All Andrew Blackshear did was breathe.
Driving through California’s San Joaquin Valley on his way back from a summer break in August 2015, the college student rolled down his car window to take in some fresh air. What he inhaled instead were fungus spores that would ultimately leave him gasping for life – and buried in health care bills.
They call it “Valley Fever.” It’s an infectious disease caused by a fungus the California Department of Health says lives in the state’s bone-dry soil and dirt. If infected ground is moved in any way, the spores become airborne and can infect the lungs and other parts of the body of anyone unlucky enough to breathe it in. Over 75 percent of Valley Fever cases have been found in the residents of San Joaquin Valley, nowhere near Andrew’s hometown of Benicia in the San Francisco Bay area.
The big gulp of fungal spores he took in that day soon caused Andrew to develop a high fever that lasted for almost three weeks. By the time he sought treatment at a hospital, the disease had reached his heart. It got there via lung tissue, leaving a buildup of fluid between his heart and the pericardium – the membrane that encloses it. Emergency surgery followed to get rid of the fluid.
Andrew had health insurance, but it wasn’t exactly high quality. Only 26, he thought he didn’t need it. His family insisted, so to make them happy he’d signed up for short-term coverage with a not very well-known company. Andrew jokes that he talked to the same two people every time he called the company, leaving him wondering if they were the only employees, perhaps operating out of a trailer.
But now he needed that company.
Following his first surgery, his health insurer tried not to pay the bills. In search of a pre-existing condition, company representatives requested every record from every doctor Andrew had ever seen – including his childhood pediatrician.
Within weeks of his first surgery, he went into heart failure and desperately needed another operation to completely remove his heart membrane. While coping with a heart struggling to beat, Andrew trudged from doctor’s office to doctor’s office, filling up manila envelopes with his healthcare history to persuade his insurer to pay the $100,000 he owed the hospital.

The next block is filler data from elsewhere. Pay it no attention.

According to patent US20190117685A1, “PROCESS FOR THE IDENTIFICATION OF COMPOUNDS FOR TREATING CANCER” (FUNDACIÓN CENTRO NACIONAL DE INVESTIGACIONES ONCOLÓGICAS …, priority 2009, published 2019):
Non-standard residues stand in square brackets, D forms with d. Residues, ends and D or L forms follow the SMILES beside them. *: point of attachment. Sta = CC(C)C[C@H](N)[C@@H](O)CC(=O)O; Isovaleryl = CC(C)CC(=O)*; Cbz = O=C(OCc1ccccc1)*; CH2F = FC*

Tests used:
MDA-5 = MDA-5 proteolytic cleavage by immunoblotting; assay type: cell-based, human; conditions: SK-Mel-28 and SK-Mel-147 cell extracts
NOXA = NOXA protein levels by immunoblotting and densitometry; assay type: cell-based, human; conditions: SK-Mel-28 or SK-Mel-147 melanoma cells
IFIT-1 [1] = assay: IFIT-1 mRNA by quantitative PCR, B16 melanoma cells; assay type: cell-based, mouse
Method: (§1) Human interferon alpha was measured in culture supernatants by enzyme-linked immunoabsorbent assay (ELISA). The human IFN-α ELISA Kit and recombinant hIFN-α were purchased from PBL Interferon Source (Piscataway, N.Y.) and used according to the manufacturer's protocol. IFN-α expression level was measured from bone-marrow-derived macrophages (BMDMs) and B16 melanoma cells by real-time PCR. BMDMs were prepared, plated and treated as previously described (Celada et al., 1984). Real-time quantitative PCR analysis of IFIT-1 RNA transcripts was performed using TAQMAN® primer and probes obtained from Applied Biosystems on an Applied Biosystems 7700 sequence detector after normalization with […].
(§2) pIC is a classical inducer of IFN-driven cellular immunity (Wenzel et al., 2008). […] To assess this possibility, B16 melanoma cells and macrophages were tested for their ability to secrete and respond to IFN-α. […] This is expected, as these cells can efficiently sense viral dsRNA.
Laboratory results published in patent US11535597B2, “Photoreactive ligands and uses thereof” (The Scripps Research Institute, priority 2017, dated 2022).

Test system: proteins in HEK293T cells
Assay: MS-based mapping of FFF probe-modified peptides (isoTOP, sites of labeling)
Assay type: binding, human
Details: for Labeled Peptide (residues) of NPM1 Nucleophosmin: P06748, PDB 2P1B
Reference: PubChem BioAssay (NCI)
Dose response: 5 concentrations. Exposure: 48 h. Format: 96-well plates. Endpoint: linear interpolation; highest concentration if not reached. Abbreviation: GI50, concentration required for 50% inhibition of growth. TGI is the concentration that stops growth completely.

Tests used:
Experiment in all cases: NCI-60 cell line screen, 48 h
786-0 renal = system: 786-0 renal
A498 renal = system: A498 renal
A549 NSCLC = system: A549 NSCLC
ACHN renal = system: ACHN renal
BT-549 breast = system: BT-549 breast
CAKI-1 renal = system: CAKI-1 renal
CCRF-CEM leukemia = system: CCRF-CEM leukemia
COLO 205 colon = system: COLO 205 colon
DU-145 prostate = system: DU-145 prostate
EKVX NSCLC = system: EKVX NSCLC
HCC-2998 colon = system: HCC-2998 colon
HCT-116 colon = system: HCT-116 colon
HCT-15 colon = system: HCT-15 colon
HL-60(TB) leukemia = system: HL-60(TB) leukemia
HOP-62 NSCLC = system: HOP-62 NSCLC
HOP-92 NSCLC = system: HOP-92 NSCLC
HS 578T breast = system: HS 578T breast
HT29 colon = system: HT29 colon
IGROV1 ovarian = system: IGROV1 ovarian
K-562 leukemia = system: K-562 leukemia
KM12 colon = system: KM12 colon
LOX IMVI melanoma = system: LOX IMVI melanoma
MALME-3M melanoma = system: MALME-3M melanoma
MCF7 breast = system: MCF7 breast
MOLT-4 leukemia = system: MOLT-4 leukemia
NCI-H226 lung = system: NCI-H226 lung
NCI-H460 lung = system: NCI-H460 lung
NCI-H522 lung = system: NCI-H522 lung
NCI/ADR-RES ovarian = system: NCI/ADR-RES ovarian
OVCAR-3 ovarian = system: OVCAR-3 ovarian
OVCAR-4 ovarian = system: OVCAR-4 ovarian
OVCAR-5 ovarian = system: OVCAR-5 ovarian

But then, as Andrew puts it, “Enrollment time came like Christmas.”
In November 2016, the Affordable Care Act (ACA) kicked off its fourth open enrollment period and Andrew signed up immediately for health insurance. Much to his relief, the plan he chose on the exchange paid for his second surgery with no questions asked.
After several months of bed rest and cardiac rehabilitation, Andrew is back on his feet and studying to be a nurse. His frightening experience with Valley Fever has made him a strong advocate for affordable and accessible health care insurance.
“I talk to everyone about it, because I am living proof of what we need from health care,” he said.
In June, he traveled to Washington, D.C., and participated in the American Heart Association’s 2017 You’re the Cure Lobby Day. As one of 300 volunteers, Andrew met with his congressional members and their staffs and urged them to support the ACA.
Under the ACA, millions of Americans like Andrew, who are wrestling with heart conditions, have been able to focus on improving their health instead of trying to find or fund the quality care they deserve.
As this year’s open enrollment period for the Affordable Care Act gears up (Nov. 1 to Dec. 15), our association is encouraging anyone who is uninsured to sign up for health care coverage. While we have strived to enroll as many Americans as possible during past years, this time our work is cut out for us.
Federal outreach efforts to boost enrollment have been limited this year. Advertising has been reduced and funding for “navigators,” who offer in-person assistance, has been slashed. As a result, we, alongside our public health partners, are helping to raise awareness and promote the enrollment period.
It’s important to remember:
- If you have cardiovascular disease and are uninsured, you will have higher mortality rates and poorer blood pressure control than those who are insured.
- If you have a stroke and don’t have insurance you could suffer from greater neurological impairments, longer hospital stays and have a higher risk of death.
- Uninsured and underinsured patients are also more likely to delay seeking medical care during an acute heart attack.
So, don’t wait.
Cover your heart now by taking advantage of what is available to you and your family under the ACA. Whether you’re a millennial like Andrew, middle-aged or a baby boomer, you need health insurance.
Take steps to get covered before Dec. 15. It’s only a click away at HealthCare.gov.